The popular premise that genes are the blueprint on a strand of DNA that decide growth and its variations doesn’t hold up anymore.
It might seem like just another scientific snafu, but the scientific research has evolved to show misconceptions of past hypotheses have big implications in our lives today.
In a recent article published in Nautilus, the history of gene theory is explored starting from the Gregor Mendel’s 1850 pea plant experiments that were the gateway to “heredity units,” aka “genes”.
The theories of this “code-script” concept eventually led to social profiling beginning in the 1920s. A world order of rank and privilege led to intelligence testing and determining “worth” of different races.
By the 1930s you had the rise of eugenics paired with the Nazi movement, Hitler and the Holocaust. Today, the issues are relevant from social genetic trait profiling to genetically engineering the perfect baby.
The discovery of DNA in post-war research coupled with creating technology for sequencing genes, led to the Human Genome Project which promised to “reveal what it is to be human” and how to control intelligence, social behaviors and diseases.
Don’t spit into your mail-in, DNA test cup just yet.
Today, scientists have discovered cells and organisms can do their own “natural genetic engineering,” according to James Shapiro in Physics of Life in 2013. They are able to change their own DNA sequences and rewrite their own genomes throughout life.
It explains why genetically identical animals that grow up in the same environment don’t become the same adults. It also makes sense why the same genetic resources can be used in multiple ways for tissues and organs, something scientists have pondered for years.
And there is no connection between how many genes a living thing has and how complex it is. For instances, humans, flies and fleas have about 20,0000 while a carrot has 45,000.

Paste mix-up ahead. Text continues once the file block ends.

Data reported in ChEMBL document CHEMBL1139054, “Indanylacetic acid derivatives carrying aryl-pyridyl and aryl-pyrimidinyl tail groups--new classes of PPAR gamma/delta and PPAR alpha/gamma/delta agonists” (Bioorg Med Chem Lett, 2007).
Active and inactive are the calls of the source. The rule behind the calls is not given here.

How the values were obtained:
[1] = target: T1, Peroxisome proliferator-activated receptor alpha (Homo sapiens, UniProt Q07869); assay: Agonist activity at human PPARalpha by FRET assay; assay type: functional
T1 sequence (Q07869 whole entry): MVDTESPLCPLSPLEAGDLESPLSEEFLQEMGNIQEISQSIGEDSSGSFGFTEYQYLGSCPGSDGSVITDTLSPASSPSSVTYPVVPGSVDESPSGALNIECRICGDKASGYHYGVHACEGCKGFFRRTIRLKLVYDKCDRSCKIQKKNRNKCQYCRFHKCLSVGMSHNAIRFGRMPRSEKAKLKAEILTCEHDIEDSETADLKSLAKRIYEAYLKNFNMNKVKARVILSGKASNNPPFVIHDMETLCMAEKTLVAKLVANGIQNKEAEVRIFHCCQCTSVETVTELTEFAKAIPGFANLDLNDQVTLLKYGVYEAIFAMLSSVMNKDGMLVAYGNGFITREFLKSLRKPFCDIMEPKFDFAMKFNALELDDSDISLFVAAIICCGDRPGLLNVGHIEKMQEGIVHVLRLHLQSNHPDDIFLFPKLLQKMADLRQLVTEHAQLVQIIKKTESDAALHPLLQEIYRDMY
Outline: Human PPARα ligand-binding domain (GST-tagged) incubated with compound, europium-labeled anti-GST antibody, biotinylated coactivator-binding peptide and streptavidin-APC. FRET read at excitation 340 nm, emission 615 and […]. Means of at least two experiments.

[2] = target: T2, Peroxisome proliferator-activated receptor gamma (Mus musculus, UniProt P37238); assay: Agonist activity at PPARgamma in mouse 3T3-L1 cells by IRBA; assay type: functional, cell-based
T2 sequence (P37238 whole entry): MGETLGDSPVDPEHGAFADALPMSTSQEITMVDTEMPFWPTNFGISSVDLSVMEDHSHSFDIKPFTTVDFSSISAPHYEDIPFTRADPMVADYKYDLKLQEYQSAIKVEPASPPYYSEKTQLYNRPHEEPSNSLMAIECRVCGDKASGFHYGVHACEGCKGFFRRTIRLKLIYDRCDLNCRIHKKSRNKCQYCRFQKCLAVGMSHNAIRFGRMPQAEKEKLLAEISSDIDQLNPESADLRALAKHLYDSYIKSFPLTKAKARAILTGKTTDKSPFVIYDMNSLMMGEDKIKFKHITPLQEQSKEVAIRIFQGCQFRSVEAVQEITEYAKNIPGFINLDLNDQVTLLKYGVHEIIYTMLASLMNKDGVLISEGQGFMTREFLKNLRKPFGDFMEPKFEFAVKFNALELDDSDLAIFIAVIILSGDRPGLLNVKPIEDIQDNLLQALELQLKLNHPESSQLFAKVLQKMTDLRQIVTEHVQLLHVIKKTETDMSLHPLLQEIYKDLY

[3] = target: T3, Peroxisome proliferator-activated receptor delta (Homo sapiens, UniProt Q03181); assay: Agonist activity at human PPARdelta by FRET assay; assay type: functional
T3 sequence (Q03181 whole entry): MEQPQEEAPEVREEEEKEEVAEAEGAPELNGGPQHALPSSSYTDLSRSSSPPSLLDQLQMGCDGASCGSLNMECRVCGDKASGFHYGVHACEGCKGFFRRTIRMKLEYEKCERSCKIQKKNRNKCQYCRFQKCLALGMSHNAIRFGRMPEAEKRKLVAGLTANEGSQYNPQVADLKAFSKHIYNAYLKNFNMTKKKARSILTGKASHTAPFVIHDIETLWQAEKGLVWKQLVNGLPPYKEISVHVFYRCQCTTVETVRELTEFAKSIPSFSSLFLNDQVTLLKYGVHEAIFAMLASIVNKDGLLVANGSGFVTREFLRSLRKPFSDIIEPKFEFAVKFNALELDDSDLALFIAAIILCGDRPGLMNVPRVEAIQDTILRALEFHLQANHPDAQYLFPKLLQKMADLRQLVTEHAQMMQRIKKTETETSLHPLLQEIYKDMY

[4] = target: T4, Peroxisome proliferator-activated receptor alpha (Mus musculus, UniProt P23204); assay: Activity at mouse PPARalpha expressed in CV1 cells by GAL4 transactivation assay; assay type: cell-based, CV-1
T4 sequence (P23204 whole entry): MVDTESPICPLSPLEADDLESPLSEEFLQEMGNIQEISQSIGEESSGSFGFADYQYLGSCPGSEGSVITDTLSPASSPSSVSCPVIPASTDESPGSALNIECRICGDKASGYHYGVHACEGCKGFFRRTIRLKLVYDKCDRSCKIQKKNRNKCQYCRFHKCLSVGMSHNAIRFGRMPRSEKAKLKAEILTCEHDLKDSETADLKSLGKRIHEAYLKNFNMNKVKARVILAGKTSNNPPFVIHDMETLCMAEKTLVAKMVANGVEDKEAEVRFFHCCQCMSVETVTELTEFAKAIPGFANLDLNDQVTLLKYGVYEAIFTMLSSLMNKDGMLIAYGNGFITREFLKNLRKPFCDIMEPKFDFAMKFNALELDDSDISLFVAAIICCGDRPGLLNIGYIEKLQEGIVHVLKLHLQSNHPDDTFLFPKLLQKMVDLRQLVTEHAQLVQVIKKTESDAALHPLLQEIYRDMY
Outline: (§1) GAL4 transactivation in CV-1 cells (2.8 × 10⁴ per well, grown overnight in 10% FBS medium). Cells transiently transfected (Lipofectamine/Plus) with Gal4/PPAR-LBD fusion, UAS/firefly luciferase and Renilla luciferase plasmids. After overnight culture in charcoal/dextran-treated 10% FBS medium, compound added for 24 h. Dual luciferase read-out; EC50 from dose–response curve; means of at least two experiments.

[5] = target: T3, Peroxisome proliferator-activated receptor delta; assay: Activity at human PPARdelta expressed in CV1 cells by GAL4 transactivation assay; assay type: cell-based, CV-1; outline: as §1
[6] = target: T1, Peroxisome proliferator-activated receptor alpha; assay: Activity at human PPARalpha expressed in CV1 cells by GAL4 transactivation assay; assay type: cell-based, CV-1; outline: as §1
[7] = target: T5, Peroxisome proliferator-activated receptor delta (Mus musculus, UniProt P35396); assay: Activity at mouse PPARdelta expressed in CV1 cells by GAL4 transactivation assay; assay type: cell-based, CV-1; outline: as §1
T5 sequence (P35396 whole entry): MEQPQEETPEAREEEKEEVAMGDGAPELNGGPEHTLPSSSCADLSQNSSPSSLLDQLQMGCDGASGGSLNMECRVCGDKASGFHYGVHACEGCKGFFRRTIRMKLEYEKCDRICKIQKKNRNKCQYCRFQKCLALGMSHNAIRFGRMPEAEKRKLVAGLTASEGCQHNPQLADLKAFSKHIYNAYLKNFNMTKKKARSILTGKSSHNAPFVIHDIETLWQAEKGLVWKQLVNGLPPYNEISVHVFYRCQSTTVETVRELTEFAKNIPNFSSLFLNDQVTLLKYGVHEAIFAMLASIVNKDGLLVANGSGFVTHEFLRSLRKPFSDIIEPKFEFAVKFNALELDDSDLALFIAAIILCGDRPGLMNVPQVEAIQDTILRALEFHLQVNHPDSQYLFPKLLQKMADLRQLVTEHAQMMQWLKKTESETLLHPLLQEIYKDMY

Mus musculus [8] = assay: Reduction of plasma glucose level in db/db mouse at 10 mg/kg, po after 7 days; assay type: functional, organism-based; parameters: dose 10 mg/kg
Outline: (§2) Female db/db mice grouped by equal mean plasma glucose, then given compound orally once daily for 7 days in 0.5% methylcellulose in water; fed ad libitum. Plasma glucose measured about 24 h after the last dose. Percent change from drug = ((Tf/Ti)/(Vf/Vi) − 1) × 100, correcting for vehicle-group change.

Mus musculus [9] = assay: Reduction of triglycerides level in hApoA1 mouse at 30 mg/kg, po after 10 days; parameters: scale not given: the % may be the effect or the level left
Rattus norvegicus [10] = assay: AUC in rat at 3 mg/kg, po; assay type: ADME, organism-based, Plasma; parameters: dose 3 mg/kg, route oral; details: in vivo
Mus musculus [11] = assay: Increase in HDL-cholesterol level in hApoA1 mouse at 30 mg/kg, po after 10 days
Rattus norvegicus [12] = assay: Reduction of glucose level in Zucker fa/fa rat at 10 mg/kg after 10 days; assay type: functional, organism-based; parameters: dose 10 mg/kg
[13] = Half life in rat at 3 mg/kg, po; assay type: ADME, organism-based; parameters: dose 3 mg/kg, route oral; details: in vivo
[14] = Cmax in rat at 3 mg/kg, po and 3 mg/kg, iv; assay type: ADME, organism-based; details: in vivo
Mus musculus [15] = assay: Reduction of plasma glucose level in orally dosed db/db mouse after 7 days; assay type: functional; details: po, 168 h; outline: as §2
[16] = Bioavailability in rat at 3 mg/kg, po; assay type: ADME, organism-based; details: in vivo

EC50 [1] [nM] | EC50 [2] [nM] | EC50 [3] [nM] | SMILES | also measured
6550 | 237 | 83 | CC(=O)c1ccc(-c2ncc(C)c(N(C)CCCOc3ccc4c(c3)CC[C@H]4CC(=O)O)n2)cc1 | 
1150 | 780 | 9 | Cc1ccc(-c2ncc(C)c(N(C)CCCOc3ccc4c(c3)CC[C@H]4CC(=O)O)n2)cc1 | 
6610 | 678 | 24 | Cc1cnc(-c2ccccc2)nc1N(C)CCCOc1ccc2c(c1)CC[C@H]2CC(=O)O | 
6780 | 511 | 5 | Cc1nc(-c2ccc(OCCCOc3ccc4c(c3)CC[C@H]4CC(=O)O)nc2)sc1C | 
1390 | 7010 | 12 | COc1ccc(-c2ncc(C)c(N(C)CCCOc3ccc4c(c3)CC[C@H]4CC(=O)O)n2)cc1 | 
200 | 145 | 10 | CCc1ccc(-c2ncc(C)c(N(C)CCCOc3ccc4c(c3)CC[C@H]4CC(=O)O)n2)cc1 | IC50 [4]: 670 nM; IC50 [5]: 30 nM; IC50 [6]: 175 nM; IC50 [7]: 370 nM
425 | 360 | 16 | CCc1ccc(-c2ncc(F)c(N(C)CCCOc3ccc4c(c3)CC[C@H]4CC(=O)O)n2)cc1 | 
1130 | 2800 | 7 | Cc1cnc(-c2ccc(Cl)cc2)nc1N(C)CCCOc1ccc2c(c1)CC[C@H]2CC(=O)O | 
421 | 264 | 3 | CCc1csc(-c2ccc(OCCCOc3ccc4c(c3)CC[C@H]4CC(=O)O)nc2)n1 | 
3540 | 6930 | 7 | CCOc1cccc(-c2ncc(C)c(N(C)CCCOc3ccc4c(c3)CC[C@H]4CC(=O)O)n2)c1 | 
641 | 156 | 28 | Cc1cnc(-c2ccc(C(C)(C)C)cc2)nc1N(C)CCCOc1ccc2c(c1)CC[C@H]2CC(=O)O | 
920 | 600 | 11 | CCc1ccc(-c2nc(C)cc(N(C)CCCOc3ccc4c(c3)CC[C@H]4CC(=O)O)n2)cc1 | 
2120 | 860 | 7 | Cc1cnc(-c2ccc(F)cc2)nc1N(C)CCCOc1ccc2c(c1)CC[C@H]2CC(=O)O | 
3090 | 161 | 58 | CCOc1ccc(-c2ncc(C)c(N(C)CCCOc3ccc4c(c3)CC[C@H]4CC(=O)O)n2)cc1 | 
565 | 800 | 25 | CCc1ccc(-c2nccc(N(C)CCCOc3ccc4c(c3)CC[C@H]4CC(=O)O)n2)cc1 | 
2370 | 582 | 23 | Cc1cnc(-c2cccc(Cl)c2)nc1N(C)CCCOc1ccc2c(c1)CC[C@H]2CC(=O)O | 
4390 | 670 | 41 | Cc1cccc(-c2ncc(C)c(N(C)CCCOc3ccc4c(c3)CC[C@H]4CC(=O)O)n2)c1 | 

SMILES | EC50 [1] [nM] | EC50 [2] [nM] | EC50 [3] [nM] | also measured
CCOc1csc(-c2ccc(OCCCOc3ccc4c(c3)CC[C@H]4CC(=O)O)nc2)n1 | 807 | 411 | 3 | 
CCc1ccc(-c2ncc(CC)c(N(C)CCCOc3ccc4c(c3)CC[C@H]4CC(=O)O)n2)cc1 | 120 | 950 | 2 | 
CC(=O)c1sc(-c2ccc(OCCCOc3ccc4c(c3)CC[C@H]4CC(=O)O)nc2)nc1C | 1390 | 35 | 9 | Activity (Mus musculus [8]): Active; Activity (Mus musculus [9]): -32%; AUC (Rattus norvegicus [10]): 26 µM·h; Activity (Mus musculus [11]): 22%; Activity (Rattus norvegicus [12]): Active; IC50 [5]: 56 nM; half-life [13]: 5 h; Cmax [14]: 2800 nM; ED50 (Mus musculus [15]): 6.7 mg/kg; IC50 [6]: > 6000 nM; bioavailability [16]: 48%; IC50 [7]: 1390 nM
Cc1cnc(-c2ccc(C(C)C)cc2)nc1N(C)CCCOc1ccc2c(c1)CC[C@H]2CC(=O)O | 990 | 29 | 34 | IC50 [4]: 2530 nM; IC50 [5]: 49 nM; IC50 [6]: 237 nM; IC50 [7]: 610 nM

It’s plain to see how we got this so wrong. Just look at a relative to see how many familiar features they have to another: hair, eye color, height.
In the past, cells were believed to be under the control of DNA. DNA acts more like a database that only kicks in when the organism uses it to make proteins, according to British biologist Denis Noble.
According to Richardson, scientists now know that the DNA code is more of a template than a complete instruction manual. He compares the DNA code of proteins to the letters on a typewriter. The code alone can no more create a fully-functioning person than typewriter keys can produce a story.
This explains why genetic resources could have infinite permutations and functions. Examples range from genes used to develop arms and legs, first appeared in organisms that have neither and genes used in fruit flies for gonad development are now used in the development of human brains. Genes are one factor and genes change.
Cells also change. They change their metabolic pathways and how they utilize genes to suit them. Cells learn and create instructions. Genes are the templates for making the necessary resources but they don’t guide the outcomes.
So what happens in families? Parents give their children more than their genes: enzymes and other proteins, amino acids, vitamins, minerals, fats, for example. Each of these factor into development.
In the end, genes are getting a big demotion and cells, now believed to have knowledge or intelligence of their own, are moving up the evolutionary ladder.